14 and married

When I was young my older cousin played “wedding day” with a big white sheet. She was so happy in that moment. She could play because at eight years old a real marriage was still far away.

For too many girls in Egypt, the prospect of marriage is far too real at 14 to be a game.

We encounter girls as young as 13 who get married to relieve the financial burden on their families. When a child’s mother is left widowed with multiple children, marrying off her daughters becomes one of her only options.

In Egypt the minimum age for a woman to get married is 18. This was raised from just 16 in 2008. Despite the new law, we still see many girls who are getting married before they are legally, mentally, educationally, and emotionally ready.

Sarah* is a 14 year old girl in our Not Alone program. She lives with her widowed mother, two brothers and younger sister.

Sarah’s life got much better after becoming a part of Not Alone. But old habits and ways of thinking often live across generations, even when they no longer make sense. Sarah’s mother was married at 16 and sees early marriage as a normal part of life.

That’s a problem because few months ago, a much older man in their village asked Sarah to marry him.  Everyone in the village respects him, so Sarah and her mother said yes.

Because Sarah is only 14 she isn’t legally able to marry.  Her mother was determined to not let this opportunity pass, so she came up with a plan with the help of someone else in the village.  She got Sarah a new government ID with a fake name and a fake age.

Everyone in the village knew it, including—believe it or not—the local priest.  They tried their best to hide it from their Coptic Orphans Rep, who visited them every week from a neighboring village. The marriage was less than a month away when Sarah’s volunteer Rep found out about the scheme.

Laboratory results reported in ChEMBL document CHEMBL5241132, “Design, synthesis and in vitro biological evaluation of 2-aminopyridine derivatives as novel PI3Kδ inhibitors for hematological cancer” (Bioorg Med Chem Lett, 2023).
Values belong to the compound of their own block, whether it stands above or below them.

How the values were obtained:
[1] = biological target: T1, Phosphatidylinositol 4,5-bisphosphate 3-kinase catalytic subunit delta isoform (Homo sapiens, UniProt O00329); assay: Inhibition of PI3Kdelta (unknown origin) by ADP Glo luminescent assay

Sarah’s Rep pleaded with the mother and priest to stop the marriage, but he was getting nowhere.  Finally, he convinced Sarah herself to wait until she finished her education.  Her mother was not pleased. But what made the difference for Sarah?

Sarah realized that getting married, without an education, to a much older man, meant that Sarah would one day be left a widow who struggled to feed her own children, just like her mother had been before Not Alone.

Sarah also realized that the forgeries were wrong. She is currently planning to go back to school this Fall. She is having a difficult time getting documents with her real name and age, but these struggles are certainly nothing compared to an early marriage.

After all, if being married at 14 is no game, being left at 30-something with five children, no education or means of support, and a dying husband leaves a tragedy felt across generations.

For sure, any glance at the statistics below shows that the cycle of fatherlessness and poverty that Sarah escaped is far too common a reality in Egypt.

*Names and photos changed to protect the dignity and privacy of the families.

 

Child Marriage Facts

  • In Egypt 30% of girls are married before the age of 18 (UNICEF)
  • If present trends continue, 100 million girls will marry over the next decade. That’s 25,000 girls married every day for the next 10 years. (ICRW)
  •  Child brides  may be more likely to contract STDs including HIV/AIDS, than unmarried girls. Young girls are more physically susceptible to STDs, have less access to reproductive education and health services and are often powerless to demand the use of contraception. (UNICEF)
  • The leading causes of death for girls between the ages of 15 and 19 are pregnancy related. (UNICEF)
  • Child brides  are often  isolated and denied education and employment opportunities, making it difficult for them break out of the cycle of poverty. (PBS)
  • Child brides are more likely to experience domestic abuse, and violence than their peers who marry later. (PBS)

About Jarvis Jackson

Jarvis Jackson joined Coptic Orphans in 2010 because he wanted to use his creativity to help others. He has a passion for International Development and the Middle East. Egypt holds a special place in his heart after he spent six months at the American University in Cairo learning Arabic and Egyptian culture.